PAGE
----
Estimated reading time: 3 min
One of the most striking ways an architect can bring a unique identity to a design is through the use of colour. Colour can tie a design into local culture or pay homage to a certain artist or architects. It can help people work out how to relate to a project through emotional coding and it can even contribute to the purpose of a project through neuropsychological reactions to certain colours.
The science around neuropsychological stimulation through colour can help architects choose appropriate colours to encourage certain behaviours in certain spaces. Yellow, for example, encourages intellectual stimulation and is therefore ideal in the workplace. The colour blue has a calming effect on observers, which is why you might often find it in high-stress environments such as hospitals. In retail, using colour across the ceiling and rear wall draws the eye of the observer into the depth of the space and encourages them inside, which means more potential purchases.
We could spend an entire article looking at what colours to choose and why colour should be included in architectural designs. For this article however, we will focus on how to integrate colour into a design using some of RMJM’s most colourful and exciting projects.
One way to infuse colour throughout a design is through the choice of materials. In their brief for Tech Office Level 07, RMJM Serbia were required to pay homage to the city in which the office was situated. One of the ways they achieved this was to use wood with a blue veneer to wind its way across the ceiling throughout the level to represent the convergence of the two rivers of Belgrade; the Danube and Sava.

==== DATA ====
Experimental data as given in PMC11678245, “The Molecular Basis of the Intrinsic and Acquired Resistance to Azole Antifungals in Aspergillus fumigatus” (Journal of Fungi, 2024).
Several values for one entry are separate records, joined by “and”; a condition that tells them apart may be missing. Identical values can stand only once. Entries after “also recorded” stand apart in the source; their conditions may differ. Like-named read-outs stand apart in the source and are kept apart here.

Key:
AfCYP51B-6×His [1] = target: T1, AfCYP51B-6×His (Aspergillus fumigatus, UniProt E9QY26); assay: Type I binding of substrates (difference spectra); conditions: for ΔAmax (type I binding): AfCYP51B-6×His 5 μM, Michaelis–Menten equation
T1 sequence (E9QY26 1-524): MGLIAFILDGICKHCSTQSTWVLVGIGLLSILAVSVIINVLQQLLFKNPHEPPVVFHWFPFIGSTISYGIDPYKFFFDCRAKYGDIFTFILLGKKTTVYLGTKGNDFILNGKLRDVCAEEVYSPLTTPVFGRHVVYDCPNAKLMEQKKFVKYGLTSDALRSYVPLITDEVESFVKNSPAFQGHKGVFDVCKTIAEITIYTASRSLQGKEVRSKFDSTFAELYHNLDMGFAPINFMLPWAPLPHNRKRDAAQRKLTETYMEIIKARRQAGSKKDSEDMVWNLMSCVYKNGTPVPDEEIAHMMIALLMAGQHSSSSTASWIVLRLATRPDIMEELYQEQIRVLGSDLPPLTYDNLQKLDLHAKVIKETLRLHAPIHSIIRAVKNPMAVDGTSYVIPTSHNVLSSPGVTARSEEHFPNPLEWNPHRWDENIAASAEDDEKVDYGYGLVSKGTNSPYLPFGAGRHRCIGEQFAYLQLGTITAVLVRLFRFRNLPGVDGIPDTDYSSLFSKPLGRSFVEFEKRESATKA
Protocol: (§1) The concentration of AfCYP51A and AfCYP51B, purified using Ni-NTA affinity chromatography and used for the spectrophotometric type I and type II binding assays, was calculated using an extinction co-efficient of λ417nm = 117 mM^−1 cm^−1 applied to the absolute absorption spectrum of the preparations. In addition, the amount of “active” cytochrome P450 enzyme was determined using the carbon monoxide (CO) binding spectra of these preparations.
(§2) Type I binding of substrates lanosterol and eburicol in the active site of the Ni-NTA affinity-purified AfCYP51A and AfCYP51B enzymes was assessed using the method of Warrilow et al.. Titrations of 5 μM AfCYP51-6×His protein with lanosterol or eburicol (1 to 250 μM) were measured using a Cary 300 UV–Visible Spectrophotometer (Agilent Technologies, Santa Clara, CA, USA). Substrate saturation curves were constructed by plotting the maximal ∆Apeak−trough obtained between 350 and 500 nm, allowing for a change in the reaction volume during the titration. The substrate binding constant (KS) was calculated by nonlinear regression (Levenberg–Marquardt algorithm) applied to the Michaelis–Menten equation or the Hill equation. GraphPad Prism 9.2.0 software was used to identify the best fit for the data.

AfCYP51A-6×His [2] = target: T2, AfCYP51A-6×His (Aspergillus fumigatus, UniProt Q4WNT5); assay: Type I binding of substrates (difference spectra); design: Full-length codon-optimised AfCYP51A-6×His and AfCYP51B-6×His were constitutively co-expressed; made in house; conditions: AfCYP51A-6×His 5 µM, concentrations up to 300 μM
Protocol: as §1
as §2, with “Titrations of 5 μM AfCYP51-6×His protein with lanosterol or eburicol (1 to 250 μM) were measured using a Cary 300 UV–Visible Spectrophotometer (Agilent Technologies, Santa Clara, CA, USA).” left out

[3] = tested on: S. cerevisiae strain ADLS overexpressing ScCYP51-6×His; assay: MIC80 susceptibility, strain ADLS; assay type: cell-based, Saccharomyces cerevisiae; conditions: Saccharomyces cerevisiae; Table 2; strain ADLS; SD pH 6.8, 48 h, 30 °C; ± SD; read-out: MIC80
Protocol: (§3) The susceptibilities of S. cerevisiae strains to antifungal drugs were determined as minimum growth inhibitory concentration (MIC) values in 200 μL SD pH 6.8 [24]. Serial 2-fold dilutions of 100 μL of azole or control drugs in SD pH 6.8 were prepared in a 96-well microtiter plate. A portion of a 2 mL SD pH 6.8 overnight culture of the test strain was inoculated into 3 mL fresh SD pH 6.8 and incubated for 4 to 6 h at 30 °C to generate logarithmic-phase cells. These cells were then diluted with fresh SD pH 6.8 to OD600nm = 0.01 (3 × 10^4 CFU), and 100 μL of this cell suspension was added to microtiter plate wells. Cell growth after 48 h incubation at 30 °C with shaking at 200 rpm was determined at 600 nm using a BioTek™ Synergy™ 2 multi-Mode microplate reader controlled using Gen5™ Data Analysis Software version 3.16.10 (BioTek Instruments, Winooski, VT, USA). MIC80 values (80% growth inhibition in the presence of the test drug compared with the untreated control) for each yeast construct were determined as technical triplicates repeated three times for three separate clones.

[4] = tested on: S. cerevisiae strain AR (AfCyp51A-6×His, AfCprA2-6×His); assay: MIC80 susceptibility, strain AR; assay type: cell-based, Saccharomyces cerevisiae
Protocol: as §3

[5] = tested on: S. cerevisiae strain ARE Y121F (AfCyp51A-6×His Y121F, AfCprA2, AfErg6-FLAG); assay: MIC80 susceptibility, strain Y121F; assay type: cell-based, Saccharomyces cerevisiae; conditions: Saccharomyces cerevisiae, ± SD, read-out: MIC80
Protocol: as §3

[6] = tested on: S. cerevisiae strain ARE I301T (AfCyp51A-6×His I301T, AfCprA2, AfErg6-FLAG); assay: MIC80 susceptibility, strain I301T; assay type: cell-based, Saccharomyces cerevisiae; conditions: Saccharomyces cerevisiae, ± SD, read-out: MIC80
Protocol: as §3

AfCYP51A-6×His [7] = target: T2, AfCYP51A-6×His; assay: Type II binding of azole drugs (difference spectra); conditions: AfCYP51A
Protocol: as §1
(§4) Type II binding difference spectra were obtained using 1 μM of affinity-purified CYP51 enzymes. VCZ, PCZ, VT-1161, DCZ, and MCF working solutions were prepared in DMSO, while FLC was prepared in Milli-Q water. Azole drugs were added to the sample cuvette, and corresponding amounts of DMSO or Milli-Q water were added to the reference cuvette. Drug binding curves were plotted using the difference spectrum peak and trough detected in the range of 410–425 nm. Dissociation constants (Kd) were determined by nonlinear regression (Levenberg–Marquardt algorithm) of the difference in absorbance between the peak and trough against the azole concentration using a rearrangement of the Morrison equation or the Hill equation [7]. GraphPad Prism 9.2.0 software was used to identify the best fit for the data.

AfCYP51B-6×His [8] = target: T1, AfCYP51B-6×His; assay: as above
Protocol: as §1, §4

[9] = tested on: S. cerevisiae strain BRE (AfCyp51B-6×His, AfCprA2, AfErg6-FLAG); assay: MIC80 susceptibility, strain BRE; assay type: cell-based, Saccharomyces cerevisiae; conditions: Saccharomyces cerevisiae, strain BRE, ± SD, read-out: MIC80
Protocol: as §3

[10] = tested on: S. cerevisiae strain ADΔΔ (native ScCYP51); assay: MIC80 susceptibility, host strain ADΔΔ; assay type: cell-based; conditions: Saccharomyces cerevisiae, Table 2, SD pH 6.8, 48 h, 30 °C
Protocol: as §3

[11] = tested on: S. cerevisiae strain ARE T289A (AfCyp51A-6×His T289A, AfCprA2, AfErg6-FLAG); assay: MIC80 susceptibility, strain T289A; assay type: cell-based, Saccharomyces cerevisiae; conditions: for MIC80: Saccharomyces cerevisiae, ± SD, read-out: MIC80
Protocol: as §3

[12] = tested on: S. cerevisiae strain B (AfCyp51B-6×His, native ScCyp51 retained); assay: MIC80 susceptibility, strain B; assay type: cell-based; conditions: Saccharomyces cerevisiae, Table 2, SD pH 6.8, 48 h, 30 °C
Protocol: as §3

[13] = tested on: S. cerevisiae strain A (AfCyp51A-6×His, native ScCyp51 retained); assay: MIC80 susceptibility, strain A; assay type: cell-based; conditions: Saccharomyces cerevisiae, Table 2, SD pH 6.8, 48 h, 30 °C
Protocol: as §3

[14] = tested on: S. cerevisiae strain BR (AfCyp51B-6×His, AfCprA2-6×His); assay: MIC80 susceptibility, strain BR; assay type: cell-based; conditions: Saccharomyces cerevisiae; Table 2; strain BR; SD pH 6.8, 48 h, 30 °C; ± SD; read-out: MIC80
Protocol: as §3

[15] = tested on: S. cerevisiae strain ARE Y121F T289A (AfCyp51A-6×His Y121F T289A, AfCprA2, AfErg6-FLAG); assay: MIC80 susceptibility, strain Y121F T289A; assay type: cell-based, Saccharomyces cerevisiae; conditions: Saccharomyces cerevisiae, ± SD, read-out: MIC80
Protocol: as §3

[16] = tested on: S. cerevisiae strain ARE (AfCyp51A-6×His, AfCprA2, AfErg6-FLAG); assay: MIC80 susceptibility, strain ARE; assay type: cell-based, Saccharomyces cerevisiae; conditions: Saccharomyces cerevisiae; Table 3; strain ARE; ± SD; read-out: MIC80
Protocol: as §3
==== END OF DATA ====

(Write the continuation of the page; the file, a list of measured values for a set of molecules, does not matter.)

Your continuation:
The interior design of RMJM Dubai’s offices is exemplary of how colour can be used throughout the interior design. Colourful chairs and sideboards, painted walls, decorative floors and ceilings, visible pipework and potted plants on empty surfaces make the office appear full of life and creativity, even when there isn’t anyone present in the building. Using the three primary colours for their colour story allowed for the narrative to move throughout the space without areas feeling disconnected or out of place.
Perhaps the easiest way to include colour in a design is by inviting local artists to collaborate on the design. RMJM Serbia embraced this idea when designing Sheremetyevo Terminal C. Inspired by Russian Avant-garde and constructivist ideas, artistic installations are visible throughout the airport.
Digital Media Integration
Having been around for over 60 years, RMJM has been able to witness some of the most exciting changes in the architecture industry. Digital media has completely changed how architects operate, thanks to technologies such as BIM. Now architects are taking things a step further and integrating digital media into their designs to elevate their use of colour and find new ways for users to engage with a project. One fantastic example of this is RMJM Dubai’s concept design for the KSA Pavilion.
The Lakhta Centre is an incredible building in many ways, from its record-breaking height to its state-of-the-art glass facade. However, it is difficult to overlook one of the most fascinating aspects of this building’s design: lighting. Whereas other forms of introducing colour require an architect to pick a colour scheme and stick with it, the lighting design for the Lakhta Centre allows the building to choose new lighting schemes reflecting specific seasons, events and emotions. Unlike other projects mentioned above, this feature also embraces the use of colour not only within a building but also across its exterior. This allows it to elicit emotional responses not only from building-users but from any observers within the city. Working with RMJM, Lichtvision was able to use light to colour the building across all 462m.